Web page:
Turner Syndrome manifests itself differently in each patient. This post will examine the different variations of Turner Syndrome and what that means for girls and women with the condition.
Many people do not realize that there are two variations of Turner Syndrome, commonly called classic and mosaic. Patients with each type can show similar physical characteristics, like webbed necks, swollen feet and hands, stunted growth, kidney problems, heart problems, infertility, delayed/absent onset of menses (periods), and high palates.
There are also some other common characteristics, such as exhibiting traits of learning disabilities (particularly Non-Verbal Learning Disability, or NVLD), social challenges, and other cognitive issues. However, the prevalence of these issues often varies depending on the type of Turner Syndrome a woman or girl has. It is more common to have classic Turner Syndrome than mosaic. Why? The answer has to do with chromosomal differences.
The Science of DNA
First, a quick science recap: During human reproduction, 23 sex cells are created. Inside each cell, there are two chromosomes that hold the genetic instructions for running the cell. These instructions are known as DNA. Each parent typically gives one chromosome. Usually, a person would have 46 chromosomes in total, with all of their cells either having all XX chromosome pairs (biologically female) or XY chromosome pairs (biologically male). With Turner Syndrome, the female chromosome pairs do not fit this pattern.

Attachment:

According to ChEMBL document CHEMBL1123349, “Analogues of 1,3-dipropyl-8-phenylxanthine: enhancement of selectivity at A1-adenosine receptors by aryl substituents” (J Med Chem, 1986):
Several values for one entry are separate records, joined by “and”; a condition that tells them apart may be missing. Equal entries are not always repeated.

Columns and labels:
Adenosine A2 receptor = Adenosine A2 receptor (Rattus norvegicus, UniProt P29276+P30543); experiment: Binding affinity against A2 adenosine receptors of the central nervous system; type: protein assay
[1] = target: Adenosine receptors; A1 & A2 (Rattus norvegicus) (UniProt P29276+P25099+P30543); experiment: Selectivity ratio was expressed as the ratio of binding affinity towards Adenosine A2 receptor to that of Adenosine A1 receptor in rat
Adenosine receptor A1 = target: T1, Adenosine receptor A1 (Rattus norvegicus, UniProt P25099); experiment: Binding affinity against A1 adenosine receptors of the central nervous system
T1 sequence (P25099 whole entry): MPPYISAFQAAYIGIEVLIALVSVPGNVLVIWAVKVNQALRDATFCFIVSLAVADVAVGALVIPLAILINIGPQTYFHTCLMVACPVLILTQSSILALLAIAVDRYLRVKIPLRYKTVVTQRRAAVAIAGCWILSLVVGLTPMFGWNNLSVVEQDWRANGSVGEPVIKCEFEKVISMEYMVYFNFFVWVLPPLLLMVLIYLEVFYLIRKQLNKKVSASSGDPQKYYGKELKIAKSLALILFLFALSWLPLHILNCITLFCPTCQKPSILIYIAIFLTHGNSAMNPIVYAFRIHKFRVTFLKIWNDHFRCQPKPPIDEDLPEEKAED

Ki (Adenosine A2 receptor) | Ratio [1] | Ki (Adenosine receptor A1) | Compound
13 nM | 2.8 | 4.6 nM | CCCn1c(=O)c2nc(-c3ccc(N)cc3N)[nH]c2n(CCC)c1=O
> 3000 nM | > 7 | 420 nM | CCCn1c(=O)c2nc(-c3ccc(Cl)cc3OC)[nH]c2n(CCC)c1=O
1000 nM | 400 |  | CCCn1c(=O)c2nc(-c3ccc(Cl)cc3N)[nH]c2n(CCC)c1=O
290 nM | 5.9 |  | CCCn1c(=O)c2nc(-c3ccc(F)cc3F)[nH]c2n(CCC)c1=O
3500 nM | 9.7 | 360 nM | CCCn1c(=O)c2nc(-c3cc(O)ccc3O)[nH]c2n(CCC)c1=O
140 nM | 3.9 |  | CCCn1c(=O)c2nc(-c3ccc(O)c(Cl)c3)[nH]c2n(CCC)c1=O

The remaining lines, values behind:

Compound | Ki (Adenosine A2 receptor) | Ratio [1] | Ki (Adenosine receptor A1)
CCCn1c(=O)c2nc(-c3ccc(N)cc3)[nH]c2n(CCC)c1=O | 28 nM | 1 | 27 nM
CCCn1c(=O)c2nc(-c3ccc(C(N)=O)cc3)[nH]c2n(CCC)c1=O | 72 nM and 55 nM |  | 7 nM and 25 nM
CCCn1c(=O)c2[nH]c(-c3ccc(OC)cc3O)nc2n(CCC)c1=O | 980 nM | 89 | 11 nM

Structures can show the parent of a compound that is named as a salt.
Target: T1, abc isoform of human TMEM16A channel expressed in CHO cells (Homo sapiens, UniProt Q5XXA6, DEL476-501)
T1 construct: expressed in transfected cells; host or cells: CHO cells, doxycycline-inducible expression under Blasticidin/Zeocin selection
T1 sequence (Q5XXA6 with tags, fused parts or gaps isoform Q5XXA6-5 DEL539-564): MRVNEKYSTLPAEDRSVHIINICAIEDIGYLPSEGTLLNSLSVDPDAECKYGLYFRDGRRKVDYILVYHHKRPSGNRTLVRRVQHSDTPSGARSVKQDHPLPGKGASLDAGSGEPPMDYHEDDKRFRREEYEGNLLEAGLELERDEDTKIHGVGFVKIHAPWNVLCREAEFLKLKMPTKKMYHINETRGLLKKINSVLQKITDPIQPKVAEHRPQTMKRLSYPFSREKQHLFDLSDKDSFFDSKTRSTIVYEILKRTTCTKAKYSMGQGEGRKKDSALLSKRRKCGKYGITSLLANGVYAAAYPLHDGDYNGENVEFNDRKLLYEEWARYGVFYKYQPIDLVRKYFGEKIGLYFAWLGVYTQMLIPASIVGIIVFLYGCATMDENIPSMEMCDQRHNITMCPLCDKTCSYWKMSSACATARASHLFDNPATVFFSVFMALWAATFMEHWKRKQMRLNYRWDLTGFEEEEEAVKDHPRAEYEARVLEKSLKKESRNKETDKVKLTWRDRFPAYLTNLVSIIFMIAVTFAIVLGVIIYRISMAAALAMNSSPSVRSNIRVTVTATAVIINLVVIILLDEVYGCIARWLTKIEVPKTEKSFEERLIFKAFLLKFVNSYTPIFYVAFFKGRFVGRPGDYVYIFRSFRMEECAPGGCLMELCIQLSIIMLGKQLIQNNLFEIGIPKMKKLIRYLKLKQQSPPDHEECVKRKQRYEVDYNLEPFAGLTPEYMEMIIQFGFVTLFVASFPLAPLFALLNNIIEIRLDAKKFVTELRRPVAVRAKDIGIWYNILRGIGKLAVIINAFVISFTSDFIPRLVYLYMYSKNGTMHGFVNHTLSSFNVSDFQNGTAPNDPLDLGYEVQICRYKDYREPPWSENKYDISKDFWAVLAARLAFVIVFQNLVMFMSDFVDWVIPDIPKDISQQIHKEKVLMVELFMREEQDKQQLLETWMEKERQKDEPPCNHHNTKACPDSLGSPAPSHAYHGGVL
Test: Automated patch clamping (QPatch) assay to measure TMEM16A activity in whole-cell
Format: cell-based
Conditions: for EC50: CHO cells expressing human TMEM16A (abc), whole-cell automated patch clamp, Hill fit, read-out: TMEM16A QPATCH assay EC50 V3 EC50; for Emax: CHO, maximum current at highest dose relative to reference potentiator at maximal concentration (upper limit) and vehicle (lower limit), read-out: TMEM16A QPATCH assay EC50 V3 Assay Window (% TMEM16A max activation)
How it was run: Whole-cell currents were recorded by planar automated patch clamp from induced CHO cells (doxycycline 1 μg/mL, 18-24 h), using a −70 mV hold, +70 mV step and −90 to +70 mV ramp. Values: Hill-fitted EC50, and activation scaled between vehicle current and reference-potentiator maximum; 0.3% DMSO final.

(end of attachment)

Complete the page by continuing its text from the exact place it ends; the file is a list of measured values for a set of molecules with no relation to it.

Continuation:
Mosaic vs. Classic
- Classic Turner Syndrome (or non-mosaic Turner Syndrome) – all cells lack one X chromosome
- Mosaic Turner Syndrome – cells vary in chromosomal content, with some cells having both X chromosomes and others having an incomplete amount of X chromosomes (either with an absent X chromosome; with one full X chromosome and one incomplete X chromosome; or, in few cases, one full X chromosome and and one incomplete Y chromosome)
Impacts of the Turner Syndrome Variations
The type of Turner Syndrome matters, because it can alter the impact of physiological characteristics on the individual. While the effects vary for every girl and woman diagnosed with Turner Syndrome, those who have classic Turner Syndrome generally face more health obstacles than those with mosaic Turner Syndrome. This is because, with classic Turner Syndrome, more of the cells are chromosomally incomplete than with the mosaic type. However, there are some exceptions to this general finding.
If you or your child have Turner Syndrome, you should consult your health care team to learn whether you are a patient with classic or mosaic type of the condition. As always, every person’s situation is unique, and you should work with trusted health care providers to ensure you receive the care you need.